The only sober and sure thing in his life that keeps Brown going is his writing, between his own days and weeks of drinking and drugging. He writes with the knowledge that every idea, every script meeting, every chance at a screenplay bought or novel sold, might be his last.
Brown draws this brutally honest picture with delicate strokes, revealing his story in fragile, fragmented episodes tinted with dark humor, compassion and an almost miraculous forgiveness. In "Midair," he addresses his sister directly in an open letter, a confession, as he imagines her last moments. In "Daisy," Brown's peace-offering gift to his wife, a pot-bellied pig, chews through five novels-in-progress, and this "manuscript massacre" unleashes a hilarious battle of wills between man and pig. In "The Facts," Professor Brown faces his Monday morning undergraduate English class, desperately trying to conceal the tremors and sweats that arrive on the heels of yet another weekend spent holed up in a seedy motel, drinking and snorting drugs.
Los Angeles figures prominently in these vignettes, a character in its own right, a mirage of hope and folly, as the Brown family helplessly stumbles toward ruin. The sole survivor of his family, James Brown finally finds redemption under the open skies of South Dakota, where he realizes that he must "change or die."
Questions for Discussion
- "In "My Papa's Waltz," Brown recollects dancing with his father as child, and says, "I find myself confusing what actually happened with how I imagine it ... I've come to think that the truth as it occurs isn't of much use to me other than, say, as a catalyst for a story." What is he telling the reader about writers' motives, techniques, and the distinction between reality and fiction? How does he demonstrate the way a writer mines his memories in this chapter? Is it significant that a memoir may not hew strictly to events as they occurred?
- The snapshot in question, in the story "Snapshot," is an idyllic image of a smiling family by the seaside. But his mother's boyishly cropped hair is actually still growing out after being shorn in prison. An older Jim says of the photograph, "Sometimes, when I look at it, I imagine them as strangers." What does this story say about pictures and the false reality they present? Why do you think Brown returns again and again to this photograph?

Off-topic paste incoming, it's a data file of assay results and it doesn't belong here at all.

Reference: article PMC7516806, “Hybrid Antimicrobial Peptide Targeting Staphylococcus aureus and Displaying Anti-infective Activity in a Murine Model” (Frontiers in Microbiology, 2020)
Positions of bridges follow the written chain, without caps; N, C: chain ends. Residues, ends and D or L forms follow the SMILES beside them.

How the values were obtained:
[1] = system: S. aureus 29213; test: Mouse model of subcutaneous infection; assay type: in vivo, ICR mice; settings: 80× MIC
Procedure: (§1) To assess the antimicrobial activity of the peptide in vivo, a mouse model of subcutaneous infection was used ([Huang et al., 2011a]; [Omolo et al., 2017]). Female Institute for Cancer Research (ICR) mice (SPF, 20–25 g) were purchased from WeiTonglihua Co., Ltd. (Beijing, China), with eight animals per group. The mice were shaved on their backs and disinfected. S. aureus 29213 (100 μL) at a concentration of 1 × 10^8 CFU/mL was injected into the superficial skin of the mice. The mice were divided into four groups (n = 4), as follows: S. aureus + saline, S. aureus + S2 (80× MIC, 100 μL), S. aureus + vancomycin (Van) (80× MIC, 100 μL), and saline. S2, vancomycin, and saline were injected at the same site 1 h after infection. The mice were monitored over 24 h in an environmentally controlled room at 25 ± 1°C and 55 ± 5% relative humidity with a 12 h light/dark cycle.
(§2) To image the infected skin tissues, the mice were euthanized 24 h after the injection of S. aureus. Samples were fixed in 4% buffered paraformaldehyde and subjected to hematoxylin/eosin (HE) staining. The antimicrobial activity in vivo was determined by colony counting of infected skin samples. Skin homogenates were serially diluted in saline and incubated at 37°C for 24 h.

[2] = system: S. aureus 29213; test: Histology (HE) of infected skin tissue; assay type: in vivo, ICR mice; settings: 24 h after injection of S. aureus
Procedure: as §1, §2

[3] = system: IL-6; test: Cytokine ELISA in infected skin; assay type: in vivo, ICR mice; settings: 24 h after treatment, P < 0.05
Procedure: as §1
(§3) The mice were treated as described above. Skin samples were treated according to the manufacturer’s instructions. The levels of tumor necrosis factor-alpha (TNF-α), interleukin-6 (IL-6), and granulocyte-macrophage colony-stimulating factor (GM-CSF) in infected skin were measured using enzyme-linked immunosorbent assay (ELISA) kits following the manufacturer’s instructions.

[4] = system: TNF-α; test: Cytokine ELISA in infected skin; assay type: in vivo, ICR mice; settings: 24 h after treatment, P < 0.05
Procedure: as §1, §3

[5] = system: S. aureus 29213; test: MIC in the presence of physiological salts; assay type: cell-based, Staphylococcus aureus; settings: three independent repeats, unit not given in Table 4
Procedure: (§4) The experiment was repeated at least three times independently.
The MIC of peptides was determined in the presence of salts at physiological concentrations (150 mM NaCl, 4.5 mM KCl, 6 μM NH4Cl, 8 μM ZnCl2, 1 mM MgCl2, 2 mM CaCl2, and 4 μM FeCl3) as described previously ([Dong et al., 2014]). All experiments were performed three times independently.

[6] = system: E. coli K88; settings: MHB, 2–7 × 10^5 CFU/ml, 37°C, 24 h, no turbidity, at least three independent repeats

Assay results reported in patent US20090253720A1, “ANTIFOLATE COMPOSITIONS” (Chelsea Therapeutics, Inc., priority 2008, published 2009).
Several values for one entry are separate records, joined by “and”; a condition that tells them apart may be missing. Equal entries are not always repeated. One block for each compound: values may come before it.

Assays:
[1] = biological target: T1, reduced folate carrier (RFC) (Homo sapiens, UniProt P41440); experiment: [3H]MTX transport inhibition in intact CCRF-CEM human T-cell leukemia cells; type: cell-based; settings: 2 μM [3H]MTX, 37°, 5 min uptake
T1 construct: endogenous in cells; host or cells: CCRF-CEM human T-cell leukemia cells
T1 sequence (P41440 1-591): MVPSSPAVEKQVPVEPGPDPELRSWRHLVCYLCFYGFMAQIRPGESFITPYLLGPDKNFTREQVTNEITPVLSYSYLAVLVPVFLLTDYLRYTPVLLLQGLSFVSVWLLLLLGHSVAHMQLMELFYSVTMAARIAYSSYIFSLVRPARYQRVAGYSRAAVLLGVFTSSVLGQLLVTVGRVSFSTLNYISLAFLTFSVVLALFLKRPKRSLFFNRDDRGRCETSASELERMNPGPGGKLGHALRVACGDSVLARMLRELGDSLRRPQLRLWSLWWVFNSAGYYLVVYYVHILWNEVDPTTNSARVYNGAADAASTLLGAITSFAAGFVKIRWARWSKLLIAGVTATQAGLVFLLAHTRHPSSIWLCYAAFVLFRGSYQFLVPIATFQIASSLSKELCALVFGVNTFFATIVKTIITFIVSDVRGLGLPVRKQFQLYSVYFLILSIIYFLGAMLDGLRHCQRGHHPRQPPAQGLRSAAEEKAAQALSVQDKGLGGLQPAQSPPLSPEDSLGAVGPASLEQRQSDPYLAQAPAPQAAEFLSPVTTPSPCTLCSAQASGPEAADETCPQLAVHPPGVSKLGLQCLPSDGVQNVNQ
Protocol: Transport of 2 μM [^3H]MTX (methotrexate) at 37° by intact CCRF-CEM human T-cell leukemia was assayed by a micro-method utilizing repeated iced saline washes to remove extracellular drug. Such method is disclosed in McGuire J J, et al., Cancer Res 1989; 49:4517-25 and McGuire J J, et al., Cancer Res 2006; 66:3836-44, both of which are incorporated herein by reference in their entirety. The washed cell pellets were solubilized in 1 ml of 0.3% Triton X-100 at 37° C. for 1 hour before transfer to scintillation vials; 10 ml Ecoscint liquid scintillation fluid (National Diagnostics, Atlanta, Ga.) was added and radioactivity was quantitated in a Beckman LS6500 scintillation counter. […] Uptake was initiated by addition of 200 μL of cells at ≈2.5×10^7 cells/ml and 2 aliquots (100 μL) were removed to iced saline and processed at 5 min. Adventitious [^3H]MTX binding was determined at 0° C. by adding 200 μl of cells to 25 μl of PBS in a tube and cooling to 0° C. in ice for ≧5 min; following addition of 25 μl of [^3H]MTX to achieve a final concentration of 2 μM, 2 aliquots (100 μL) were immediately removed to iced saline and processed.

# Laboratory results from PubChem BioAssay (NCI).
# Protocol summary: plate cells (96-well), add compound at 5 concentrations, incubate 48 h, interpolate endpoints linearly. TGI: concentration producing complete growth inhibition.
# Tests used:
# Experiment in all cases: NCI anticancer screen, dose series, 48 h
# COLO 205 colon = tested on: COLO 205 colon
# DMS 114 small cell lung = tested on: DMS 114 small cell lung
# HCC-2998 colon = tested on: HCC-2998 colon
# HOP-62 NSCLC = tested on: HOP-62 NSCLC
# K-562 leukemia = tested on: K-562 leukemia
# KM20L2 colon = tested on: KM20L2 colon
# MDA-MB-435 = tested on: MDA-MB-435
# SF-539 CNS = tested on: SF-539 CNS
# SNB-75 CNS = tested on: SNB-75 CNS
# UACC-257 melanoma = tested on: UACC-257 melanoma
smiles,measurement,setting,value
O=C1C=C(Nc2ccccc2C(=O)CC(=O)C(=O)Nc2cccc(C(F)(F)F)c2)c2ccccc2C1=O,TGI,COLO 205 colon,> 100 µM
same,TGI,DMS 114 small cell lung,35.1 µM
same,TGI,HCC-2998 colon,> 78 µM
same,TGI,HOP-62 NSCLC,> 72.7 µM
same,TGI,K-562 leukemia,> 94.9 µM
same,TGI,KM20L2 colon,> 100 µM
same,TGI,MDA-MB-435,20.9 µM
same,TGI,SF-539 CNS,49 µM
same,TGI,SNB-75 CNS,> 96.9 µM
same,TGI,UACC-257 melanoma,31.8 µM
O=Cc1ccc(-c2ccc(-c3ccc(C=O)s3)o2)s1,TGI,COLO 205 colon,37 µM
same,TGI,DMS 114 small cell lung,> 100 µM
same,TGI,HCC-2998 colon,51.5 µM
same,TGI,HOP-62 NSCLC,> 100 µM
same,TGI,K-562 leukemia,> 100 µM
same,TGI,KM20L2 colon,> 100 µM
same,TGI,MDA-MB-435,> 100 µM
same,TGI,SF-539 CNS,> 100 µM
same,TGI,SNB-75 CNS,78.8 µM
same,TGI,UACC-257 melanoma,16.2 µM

- How does Brown use images on TV to reflect the emotional climate in "Snapshot" and "Touch?"
- How does the repetitive use of phrases "We'll have to make some changes," "We need a fresh eye," and "They're lightweights anyway" effect "On Selling a Novel to Hollywood?" Do you find the repetitions humorous? What does he mean by, "The drafts are endless, but it's the writer, not the story, who undergoes the most important revisions?"
- In "A Fine Place," a fourteen-year-old Brown begins stealing and shooting heroin, and realizing that he needs "a stronger sense of belonging, of home," decides to live with his father in San Jose. What does his father teach him? Why does Brown like the hard labor and strict discipline of his father's household? How does his father also influence his choice of career?
- As an adult, he realizes that, "this brief time I spent with my father has much to do with why I am still here and my brother and sister are not." Compare Brown's mother and father as parents. How significant are parents to a child's upbringing in the context of this memoir?
- In "Daisy," why does the pig's rapidly increasing girth irritate Brown so much? When he says, "the alcoholic, however, like the pig, is created with certain defense mechanisms and mine are denial and rage," what has he projected onto the pig? How does the pig symbolize his disintegrating marriage? Could the devouring, never satisfied nature of the pig also represent Brown's own addictions?
- What are the problems Barry wanted to escape in "Personal Effects?" Do you think his early success as an actor exacerbated the problem? Do you think his suicide was inevitable?
- In "Midair," how did Marilyn's dreams fade? How does Barry's early success affect her? Do you think the siblings' natures play a role in how their lives turn out?